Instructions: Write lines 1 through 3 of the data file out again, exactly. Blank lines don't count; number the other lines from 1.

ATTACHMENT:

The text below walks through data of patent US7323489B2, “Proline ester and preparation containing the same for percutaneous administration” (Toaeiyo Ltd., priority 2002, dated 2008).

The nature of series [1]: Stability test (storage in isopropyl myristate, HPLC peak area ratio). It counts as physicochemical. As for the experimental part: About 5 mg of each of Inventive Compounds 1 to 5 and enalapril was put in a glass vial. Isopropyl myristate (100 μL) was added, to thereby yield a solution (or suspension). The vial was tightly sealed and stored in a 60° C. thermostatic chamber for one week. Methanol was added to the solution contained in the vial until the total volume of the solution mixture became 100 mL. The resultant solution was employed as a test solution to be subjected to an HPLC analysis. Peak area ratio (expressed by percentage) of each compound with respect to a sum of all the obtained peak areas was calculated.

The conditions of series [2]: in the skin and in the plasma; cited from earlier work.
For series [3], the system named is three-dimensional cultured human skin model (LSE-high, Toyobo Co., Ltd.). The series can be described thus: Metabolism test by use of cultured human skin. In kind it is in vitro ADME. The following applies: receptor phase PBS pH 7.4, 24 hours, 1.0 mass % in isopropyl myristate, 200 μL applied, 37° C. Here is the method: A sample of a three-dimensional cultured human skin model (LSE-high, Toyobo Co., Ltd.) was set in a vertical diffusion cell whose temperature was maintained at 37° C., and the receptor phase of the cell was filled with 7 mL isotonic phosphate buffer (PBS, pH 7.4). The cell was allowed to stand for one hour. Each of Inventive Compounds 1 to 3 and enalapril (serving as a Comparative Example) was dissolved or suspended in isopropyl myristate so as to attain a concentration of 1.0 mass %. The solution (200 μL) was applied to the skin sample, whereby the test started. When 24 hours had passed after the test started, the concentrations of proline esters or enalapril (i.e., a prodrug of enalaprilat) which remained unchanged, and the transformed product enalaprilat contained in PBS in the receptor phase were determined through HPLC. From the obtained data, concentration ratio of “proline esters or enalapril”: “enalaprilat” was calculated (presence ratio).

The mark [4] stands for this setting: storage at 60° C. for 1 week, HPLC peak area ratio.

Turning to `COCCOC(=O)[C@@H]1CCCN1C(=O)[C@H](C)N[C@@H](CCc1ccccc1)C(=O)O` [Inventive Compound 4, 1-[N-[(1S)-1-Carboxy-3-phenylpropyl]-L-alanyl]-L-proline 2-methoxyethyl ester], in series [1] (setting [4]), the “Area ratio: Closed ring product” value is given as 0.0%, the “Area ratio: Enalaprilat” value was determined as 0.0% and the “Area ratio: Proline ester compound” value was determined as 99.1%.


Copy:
The text below walks through data of patent US7323489B2, “Proline ester and preparation containing the same for percutaneous administration” (Toaeiyo Ltd., priority 2002, dated 2008).

The nature of series [1]: Stability test (storage in isopropyl myristate, HPLC peak area ratio). It counts as physicochemical. As for the experimental part: About 5 mg of each of Inventive Compounds 1 to 5 and enalapril was put in a glass vial. Isopropyl myristate (100 μL) was added, to thereby yield a solution (or suspension). The vial was tightly sealed and stored in a 60° C. thermostatic chamber for one week. Methanol was added to the solution contained in the vial until the total volume of the solution mixture became 100 mL. The resultant solution was employed as a test solution to be subjected to an HPLC analysis. Peak area ratio (expressed by percentage) of each compound with respect to a sum of all the obtained peak areas was calculated.

The conditions of series [2]: in the skin and in the plasma; cited from earlier work.